By verbally inviting Mr. Sirleaf (through radio message) into a violent fight - an invitation or challenge that could as well be declined by Mr. Sirleaf by simply not appearing in the fight on Broad Street on February 28 at 4pm, it is clear that Mr. Costa was not threatening to commit any crime of violence with the purpose to terrorize Fombah Sirleaf, for which Costa should be charged under. It is called free speech, which protected by the Constitution of Liberia. The proof is not evident and the presumption not great that Mr. Costa's statement was intended, or that he acted with the purpose or intent to harm, injure or place Mr. Fombah Sirleaf in reasonable fear of substantial bodily harm so as to support the finding of probable cause to sustain that charge of Terroristic Threat and Menacing.

Under such circumstances, a judge or magistrate should and may not permit the issuance of the writ of arrest; and even if the issuance of the writ of arrest already occurs, the Magistrate is permitted by law to admit Mr. Costa to bail. And to the extent that Mr. Costa could not afford sufficient bail, the magistrate could, on his own cognizance, have released Mr. Costa to the custody of the President of the Press Union of Liberia or any other reputable citizen.   

Even if the government argues that Costa's comments are unprotected free speech because the statements constituted illegal 'fighting and hostile words' directed to Mr. Fomba Sirleaf with the likelihood of producing violent response from Mr. Sirleaf, or that Mr. Costa's statements were intended to incite - illegal violent activity, the government cannot and will not be able to prove that Mr. Costas' statement presented clear and present danger, or that his advocacy was going to incite public violence. Mere discussing of violence or advocacy of force is not enough to fall within the clear and present danger doctrine.   There must be a clear and present danger that the speech will lead to a violation of law. It would be hard to argue how challenging someone to duel will be considered a terroristic threat, when the person being challenged (Mr. Sirleaf) could decline to participate.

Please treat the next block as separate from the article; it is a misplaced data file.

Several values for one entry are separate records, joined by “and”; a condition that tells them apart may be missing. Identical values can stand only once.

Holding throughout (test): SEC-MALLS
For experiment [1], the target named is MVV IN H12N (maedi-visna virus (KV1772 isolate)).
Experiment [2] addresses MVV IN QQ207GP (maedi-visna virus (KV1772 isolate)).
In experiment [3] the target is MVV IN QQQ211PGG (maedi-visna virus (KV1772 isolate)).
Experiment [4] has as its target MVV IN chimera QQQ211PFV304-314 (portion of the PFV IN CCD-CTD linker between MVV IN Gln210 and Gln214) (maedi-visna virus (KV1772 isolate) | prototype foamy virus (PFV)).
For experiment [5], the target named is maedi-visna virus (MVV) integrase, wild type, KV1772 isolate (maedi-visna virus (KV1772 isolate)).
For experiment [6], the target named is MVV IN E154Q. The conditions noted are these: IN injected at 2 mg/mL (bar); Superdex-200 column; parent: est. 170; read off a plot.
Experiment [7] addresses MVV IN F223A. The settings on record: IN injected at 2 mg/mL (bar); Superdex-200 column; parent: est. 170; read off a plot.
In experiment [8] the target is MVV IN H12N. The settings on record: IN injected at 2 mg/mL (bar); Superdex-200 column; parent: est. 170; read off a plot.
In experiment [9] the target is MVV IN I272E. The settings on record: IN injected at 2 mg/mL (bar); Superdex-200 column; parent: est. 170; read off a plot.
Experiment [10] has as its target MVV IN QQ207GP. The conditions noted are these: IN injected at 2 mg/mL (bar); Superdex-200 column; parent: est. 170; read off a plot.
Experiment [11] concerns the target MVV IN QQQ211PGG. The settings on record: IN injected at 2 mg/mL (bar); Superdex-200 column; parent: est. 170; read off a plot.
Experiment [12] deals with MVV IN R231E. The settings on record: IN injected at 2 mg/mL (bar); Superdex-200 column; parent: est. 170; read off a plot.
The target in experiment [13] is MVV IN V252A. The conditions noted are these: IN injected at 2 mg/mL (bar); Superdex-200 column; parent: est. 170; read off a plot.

The United States Supreme Court employs the "clear and present danger" test to determine whether speech and/or expression is unprotected incitement. Under this approach, speech allegedly inciting illegal conduct can only be punished when there is a "clear and present danger" that the speech will lead to imminent illegal conduct and the speech is directed to causing imminent illegality. Abstract teachings or general discussions of violence (or other illegal conduct) is not enough to constitute unprotected incitement.
The courts of Liberia which are the last hope for protecting citizens' fundamental rights should not allow themselves to be used by the elements in the Executive Branch to violate the rights of people.  In furtherance of its objectives in enduring the rights of the Liberian people are protected and to guarantee peace and harmony, LIPI will, in this medium submit a copy of this release to international media houses, members and stakeholders of the Table Mountain Declaration and other international groups to present how the government of Liberia has once embarked on devilish schemes to suppress free speech and trample on the rights of the people.

LIPI calls on the leadership of the Liberian Judiciary (most of whom are former human rights advocates) to remind and require lower court judges and magistrates to reject and resist these dangerous maneuvers from officials of the Executive Branch.  Chief Justice Francis Kokpor is former Chairman of the Catholic Justice and Peace Commission (JPC). Associate Justice Kabineh Ja'neh is former human rights lawyer - also associated with the JPC. Associate Justice Jamesetta Wollokollie is former women rights advocate and executive of the Association of Female Lawyers of Liberia (AFELL). Associate Justice Sie-A- Nyene Youh is also a women's rights advocate and executive of AFELL.

LIPI notes the foundation of every democracy hinges on the independence and of their political views. We are concerned that the judiciary has persistently opted to reduce itself to a subservient body to the Executive Branch to the effect that it has become the "slaughter house" of free speech and independent voices in Liberia. The trend and pattern which president Sirleaf and her government use to stifle independent voices through the judiciary has become a culture and has invariably weakened the doctrine of separation of power and rule of law.

In its previous release on the jailing of journalist Rodney Sieh, LIPI maintained then and as it do now, that the current administration of Ellen Johnson Sirleaf is employing tactics and other draconian means to silence the media or force the media in "self-censorship" as repeatedly indicated in the US State Department Reports. LIPI calls for the unconditional release of journalist Henry Coasta.

In a related issue, LIPI also calls on the President to drop the threat of lawsuit against journalist Philbert Brown and his Chronicle newspaper. This is the third time the President of Liberia has sued or threatened to sue a newspaper, including the New Democrat and the Broom. The President cannot promise to work with the Legislature to remove draconian libel laws while at the same time taking the lead to sue journalists and newspapers. This is paradoxical!